[Linux-cluster] GFS performance of imap service (Maildir)

R Wahyudi rwahyudi+linuxcluster at gmail.com
Mon Dec 15 14:32:59 UTC 2008

2008/11/25 David McBride <dwm at doc.ic.ac.uk>:
> On Wed, 2008-11-12 at 17:44 +0800, Achievement Chan wrote:
>> I've setup a courier-imap server which store the email data in Maildir format.
>> The mailbox are saved under a LUN in ISCSI SAN.
> I have no experience running the Courier IMAP server.  However, the
> Dovecot[0] IMAP/POP server implementation -- which maintains its own
> indexes of mbox / maildir contents -- may provide better performance in
> this configuration.
> Cheers,
> David
> [0] http://www.dovecot.org/
> --
> David McBride <dwm at doc.ic.ac.uk>
> Department of Computing, Imperial College, London
> --
> Linux-cluster mailing list
> Linux-cluster at redhat.com
> https://www.redhat.com/mailman/listinfo/linux-cluster

I've tried both Dovecot & Courier using maildir storage mounted on GFS.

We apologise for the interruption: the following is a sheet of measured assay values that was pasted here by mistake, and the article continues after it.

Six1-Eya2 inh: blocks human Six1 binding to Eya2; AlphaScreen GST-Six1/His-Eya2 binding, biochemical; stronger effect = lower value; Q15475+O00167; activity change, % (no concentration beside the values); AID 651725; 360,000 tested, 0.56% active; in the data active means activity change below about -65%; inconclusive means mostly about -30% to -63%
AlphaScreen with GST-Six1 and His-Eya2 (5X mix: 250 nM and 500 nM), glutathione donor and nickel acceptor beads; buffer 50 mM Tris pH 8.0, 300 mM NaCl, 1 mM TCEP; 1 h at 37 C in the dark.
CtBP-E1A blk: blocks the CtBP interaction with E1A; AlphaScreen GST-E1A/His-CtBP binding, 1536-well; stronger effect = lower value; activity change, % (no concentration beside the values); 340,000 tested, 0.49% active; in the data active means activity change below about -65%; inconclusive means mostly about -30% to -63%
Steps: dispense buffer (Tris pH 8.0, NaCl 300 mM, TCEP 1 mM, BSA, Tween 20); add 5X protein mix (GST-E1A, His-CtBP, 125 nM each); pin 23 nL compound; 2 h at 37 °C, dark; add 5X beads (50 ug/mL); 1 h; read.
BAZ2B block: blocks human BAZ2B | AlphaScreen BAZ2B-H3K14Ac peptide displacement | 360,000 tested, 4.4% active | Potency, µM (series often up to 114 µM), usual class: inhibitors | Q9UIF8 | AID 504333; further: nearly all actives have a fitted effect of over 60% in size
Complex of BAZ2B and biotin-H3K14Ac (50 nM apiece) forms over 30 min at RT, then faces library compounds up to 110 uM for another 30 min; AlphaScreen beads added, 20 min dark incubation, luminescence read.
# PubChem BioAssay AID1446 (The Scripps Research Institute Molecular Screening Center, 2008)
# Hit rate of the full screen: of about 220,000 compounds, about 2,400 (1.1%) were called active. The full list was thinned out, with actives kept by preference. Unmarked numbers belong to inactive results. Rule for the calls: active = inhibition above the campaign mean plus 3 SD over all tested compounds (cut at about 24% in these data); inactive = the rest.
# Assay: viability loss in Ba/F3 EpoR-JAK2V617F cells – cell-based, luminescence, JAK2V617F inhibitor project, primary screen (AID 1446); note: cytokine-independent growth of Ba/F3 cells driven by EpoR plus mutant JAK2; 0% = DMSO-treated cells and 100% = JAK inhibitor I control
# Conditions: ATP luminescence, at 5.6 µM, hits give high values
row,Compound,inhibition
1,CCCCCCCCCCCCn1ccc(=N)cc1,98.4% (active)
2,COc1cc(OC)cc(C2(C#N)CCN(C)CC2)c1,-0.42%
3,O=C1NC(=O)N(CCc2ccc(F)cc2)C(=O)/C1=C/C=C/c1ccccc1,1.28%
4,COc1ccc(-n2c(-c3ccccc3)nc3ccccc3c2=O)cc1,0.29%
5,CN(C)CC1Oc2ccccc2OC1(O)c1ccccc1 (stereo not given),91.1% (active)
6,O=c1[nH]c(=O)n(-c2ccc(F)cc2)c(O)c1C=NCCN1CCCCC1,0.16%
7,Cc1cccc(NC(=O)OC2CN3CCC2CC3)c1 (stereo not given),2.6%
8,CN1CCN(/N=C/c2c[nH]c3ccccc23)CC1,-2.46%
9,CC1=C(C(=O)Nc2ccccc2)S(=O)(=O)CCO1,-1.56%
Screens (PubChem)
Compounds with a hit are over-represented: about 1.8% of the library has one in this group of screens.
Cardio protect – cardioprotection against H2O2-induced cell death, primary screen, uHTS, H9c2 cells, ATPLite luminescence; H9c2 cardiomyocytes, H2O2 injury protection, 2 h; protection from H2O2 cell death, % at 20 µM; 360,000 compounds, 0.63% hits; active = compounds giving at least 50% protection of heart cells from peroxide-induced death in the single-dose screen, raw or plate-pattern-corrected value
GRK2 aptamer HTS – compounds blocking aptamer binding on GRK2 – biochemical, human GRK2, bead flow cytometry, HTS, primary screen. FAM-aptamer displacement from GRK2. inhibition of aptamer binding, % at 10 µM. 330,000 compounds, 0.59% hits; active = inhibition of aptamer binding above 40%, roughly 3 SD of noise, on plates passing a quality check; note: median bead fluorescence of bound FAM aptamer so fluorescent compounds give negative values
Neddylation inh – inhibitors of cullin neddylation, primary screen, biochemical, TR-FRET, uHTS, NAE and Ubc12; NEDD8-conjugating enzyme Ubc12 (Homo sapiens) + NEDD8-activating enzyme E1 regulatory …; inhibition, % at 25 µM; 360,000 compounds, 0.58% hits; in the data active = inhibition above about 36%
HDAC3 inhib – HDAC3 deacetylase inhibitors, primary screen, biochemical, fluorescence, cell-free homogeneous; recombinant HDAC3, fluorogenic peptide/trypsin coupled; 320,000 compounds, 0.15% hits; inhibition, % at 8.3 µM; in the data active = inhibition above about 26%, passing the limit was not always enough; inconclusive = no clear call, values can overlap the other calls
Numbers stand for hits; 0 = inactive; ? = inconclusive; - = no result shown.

Both server  perform a lot slower on GFS compared to NFS even though
GFS has smaller overhead.

Maildir was designed for "lockless" filesystem. It does its own
checking and take
extra steps to make sure that the file is not being used by other process.
These extra step is not necessary on GFS file system.

Maildir also do a lot of stat() & readdir() system calls which considered to be
very expensive system calls for GFS & other cluster file system.

Slow  performance issue will be noticeable if your users keep an average
of 1000+ email in their mailbox (especially if you have lots of these users)

Changing maildir to mbox may helps reducing IO wait and increase mail
server performance, but
mbox format have file locking issue and prone to corruption.

My ideal way is to mount maildir on ext3 filesystem and scale
horizontally to different servers.
eg :Server A hold & serve users with last user_id 0 to 3,
      Server B hold & serve  users with last user_id from 4 to 6m,
      Server C hold & serve user with last user id from 7-9

These can be achieve with extra settings on your MTA to direct mail to
the right server, and using perdition proxy
to direct IMAP/POP to the right server.

Rianto Wahyudi

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